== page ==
An Amish Family Christmas

0 comments Posted on December 4, 2013

by Murray Pura

I was asked by Harvest House to write a Christmas novella about a year ago. At first I balked because writing a Christmastime story was not something I’d ever done. But gradually ideas and characters came to me. A man who is convinced he needs to go to war to save lives. Even if it cuts him off from the woman he loves. Even if it puts up a wall between himself and the people who have been his family and his world for his entire life.  Even if it means his return home at Christmas will be the worst Christmas he’s ever known. I thought: Suppose you came home for Christmas and home didn’t want you?

A different kind of Christmastime story, yes. But it would still have its warm moments, its miracles, wonders, blessings, its touch from God. It would need them perhaps more than any usual Christmas story would.

So I began to research the Christmas traditions of the Amish and I decided to make their celebration of Christmas part of the climax of my story An Amish Family Christmas.

AmishFamilyChristmasThe Amish do not avoid or ignore the Christmas season, and its celebration is an important part of the Amish year just as Thanksgiving is.

Is there a tree with colored lights and decorations? No. Do they string electrical lights on their houses? Of course not since they do not use electricity. Do they have a special church service? Well, they do not have church buildings so they do not meet in such places to celebrate Christ’s birth but they still have special gatherings to honor the birth of the Son of God.

On Christmas Eve they may gather in a home to sing Christmas hymns (of course there are no musical instruments to accompany the singing such as pianos or guitars). But this will take place after a Christmas program put on by the children at their schoolhouse – poems are shared, Scripture passages recited, songs sung. Teachers and students often exchange presents after this program.

Christmas Day begins with family devotions and after this the children happily open their presents while the adults look on. Later in the day the Amish gather together for a large Christmas meal in someone’s house. How is the house decorated? Even though there is no tree up and decorated with lights and balls, still there may be pine or spruce boughs arranged throughout the home. In addition, in a tradition I remember from growing up in my own home in southern Manitoba, Christmas cards (yes, they exchange cards during the Christmas season) may be strung up overhead in all their cheerful colors and with all their warm greetings. Candles are often set up throughout the house and homemade cookies and candies placed on plates for everyone to enjoy.

Christmas is a day of good cheer among the Amish. No visitor or guest at their December 25th gatherings would feel they had missed out on carols or worship or gifts or sweets or a sumptuous meal or abundant fellowship and friendship. And outside, patiently waiting for their families to return, the horses harnessed to the buggies are tethered. It would be Christmas at a horse’s trot or walk, to be sure, no busy stores or crowded sidewalks or heavy traffic, but perhaps a way of celebration that hearkens back to the 1800s is the right way to enjoy the Christmas season in America after all.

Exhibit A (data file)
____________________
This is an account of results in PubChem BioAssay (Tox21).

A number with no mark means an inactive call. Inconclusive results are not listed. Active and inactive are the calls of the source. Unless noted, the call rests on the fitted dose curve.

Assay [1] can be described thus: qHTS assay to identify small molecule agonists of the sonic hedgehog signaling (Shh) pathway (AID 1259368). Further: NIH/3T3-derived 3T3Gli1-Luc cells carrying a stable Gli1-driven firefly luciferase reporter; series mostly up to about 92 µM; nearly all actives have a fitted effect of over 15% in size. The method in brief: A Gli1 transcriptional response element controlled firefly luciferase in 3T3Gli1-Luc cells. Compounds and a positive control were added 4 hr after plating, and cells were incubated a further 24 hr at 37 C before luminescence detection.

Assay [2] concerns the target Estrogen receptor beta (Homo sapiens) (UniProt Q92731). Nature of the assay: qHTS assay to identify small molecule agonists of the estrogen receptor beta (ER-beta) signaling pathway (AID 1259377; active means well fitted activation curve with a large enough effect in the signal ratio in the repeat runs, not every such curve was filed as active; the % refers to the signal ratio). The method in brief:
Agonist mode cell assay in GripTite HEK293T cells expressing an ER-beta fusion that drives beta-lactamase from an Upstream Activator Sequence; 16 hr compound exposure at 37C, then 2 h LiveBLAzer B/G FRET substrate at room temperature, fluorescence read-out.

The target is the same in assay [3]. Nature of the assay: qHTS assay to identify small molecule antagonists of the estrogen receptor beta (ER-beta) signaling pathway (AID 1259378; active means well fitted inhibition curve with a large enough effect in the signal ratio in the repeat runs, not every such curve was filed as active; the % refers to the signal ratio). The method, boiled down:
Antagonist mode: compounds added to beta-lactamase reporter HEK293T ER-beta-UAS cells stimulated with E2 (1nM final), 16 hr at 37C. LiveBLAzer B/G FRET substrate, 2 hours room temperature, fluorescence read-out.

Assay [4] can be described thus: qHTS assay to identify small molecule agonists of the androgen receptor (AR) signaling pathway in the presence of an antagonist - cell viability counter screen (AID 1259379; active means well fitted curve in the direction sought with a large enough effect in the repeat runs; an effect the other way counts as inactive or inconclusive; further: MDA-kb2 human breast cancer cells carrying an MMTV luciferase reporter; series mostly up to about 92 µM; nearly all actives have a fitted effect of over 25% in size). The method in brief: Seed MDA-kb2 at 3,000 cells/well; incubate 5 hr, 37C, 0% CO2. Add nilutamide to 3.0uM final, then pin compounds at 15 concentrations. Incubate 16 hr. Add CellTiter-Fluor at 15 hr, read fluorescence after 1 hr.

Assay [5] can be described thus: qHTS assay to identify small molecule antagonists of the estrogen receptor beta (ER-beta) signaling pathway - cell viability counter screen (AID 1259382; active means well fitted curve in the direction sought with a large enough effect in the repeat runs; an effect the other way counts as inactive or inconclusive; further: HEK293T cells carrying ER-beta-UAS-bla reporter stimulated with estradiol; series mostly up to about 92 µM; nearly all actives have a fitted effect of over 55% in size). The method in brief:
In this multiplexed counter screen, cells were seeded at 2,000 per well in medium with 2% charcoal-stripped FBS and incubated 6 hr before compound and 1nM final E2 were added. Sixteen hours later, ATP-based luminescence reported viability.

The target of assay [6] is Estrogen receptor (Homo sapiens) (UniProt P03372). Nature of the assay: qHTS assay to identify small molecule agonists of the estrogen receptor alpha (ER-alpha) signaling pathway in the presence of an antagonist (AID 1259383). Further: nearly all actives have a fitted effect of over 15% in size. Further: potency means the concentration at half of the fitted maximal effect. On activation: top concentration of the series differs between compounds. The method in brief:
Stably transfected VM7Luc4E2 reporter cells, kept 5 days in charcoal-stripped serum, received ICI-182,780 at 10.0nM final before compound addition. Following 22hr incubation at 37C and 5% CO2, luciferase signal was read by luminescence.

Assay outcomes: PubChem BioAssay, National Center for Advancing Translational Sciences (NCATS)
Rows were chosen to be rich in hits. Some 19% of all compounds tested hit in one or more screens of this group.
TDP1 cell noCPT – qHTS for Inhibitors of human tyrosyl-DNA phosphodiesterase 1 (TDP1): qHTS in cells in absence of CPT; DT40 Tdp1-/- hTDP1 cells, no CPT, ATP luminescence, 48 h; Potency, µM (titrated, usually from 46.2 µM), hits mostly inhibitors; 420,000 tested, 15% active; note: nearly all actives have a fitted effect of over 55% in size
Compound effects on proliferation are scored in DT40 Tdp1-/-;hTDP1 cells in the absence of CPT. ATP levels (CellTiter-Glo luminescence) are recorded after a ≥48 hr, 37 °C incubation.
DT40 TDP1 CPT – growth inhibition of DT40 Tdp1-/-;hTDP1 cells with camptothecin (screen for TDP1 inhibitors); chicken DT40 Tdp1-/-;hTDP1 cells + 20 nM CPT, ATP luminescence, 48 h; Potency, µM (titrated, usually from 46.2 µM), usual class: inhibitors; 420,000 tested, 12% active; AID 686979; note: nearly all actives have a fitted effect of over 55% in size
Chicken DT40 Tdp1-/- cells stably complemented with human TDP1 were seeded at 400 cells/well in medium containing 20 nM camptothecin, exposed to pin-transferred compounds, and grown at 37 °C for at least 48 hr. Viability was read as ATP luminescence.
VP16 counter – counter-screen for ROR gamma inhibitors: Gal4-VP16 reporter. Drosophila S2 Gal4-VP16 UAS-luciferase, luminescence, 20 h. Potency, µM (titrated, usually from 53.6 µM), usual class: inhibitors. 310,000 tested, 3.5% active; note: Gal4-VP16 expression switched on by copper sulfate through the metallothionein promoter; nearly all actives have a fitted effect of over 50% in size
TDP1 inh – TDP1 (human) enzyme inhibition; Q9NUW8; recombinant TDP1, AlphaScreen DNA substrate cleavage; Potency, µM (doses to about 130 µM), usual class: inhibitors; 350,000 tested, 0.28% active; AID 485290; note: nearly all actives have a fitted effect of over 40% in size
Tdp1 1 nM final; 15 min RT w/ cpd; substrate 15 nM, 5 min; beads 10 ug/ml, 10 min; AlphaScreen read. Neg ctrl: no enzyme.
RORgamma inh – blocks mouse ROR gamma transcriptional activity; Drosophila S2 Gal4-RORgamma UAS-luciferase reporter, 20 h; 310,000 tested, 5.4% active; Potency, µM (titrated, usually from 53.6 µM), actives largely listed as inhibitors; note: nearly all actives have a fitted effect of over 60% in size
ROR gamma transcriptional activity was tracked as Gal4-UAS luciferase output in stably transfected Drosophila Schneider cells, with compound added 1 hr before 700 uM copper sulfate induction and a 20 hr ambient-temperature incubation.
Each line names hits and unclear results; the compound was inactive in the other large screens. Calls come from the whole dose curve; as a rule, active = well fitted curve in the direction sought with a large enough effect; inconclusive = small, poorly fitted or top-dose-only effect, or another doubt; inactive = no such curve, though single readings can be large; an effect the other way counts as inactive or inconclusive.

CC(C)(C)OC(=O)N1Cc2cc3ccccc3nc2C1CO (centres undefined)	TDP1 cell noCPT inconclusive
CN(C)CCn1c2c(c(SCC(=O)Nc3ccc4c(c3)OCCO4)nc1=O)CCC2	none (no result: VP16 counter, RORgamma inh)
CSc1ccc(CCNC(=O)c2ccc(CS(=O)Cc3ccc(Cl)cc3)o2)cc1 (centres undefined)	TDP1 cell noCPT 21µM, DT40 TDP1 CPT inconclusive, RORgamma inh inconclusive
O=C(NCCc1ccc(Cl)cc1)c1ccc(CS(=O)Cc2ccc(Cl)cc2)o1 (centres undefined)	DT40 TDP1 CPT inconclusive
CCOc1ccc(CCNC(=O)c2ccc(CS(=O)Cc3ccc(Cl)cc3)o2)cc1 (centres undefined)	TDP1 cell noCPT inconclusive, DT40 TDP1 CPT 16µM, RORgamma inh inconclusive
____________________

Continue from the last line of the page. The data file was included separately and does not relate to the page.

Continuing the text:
And that is how An Amish Family Christmas ends. Christmas Eve. A house decorated the way an Amish house is decorated for the season. Candles lit. Cookies on plates. And finally, when the carols begin, the sort of carols the Amish sing. Carols in German.

They don’t sing O Tannenbaum. That’s the carol about the Christmas tree and the Amish don’t put up Christmas trees. But they do sing one of the most famous carols of all time, one written in Austria in 1818, Stille Nacht, Silent Night. Most of us sing it in English. The Amish only sing it in German. The same language they use for prayer and preaching.

Stille Nacht, heilige Nacht
Alles schläft, einsam wacht
Nur das traute hochheilige Paar
Holder Knabe im lockigen Haar
Schlaf in himmlischer Ruh
Schlaf in himmlischer Ruh

When you have a story like An Amish Family Christmas, when a prodigal is returning home but the return is not easy or even welcome, not only the story has to be strong and beautiful despite the conflict within it, the ending has to be even stronger and more beautiful. Because it’s a Christmas story. Because it’s an Amish story. But mostly because it’s a God story, a God story about the God who so loved the world he gave his only Son. The angel said, “I bring you good tidings of great joy which shall be for all people.” That is the challenge I faced with An Amish Family Christmas – to take a sad story and bring it to a heavenly conclusion. It’s my prayer that people are inspired and blessed by the story because, to some degree, I’ve been able to do that.

Merry Christmas and God be with you this season and in the year to come, always a year of unknowns, but always faced at the side of the God we know and who knows us.

Frohe Weihnachten und der Herr sei mit euch sein.


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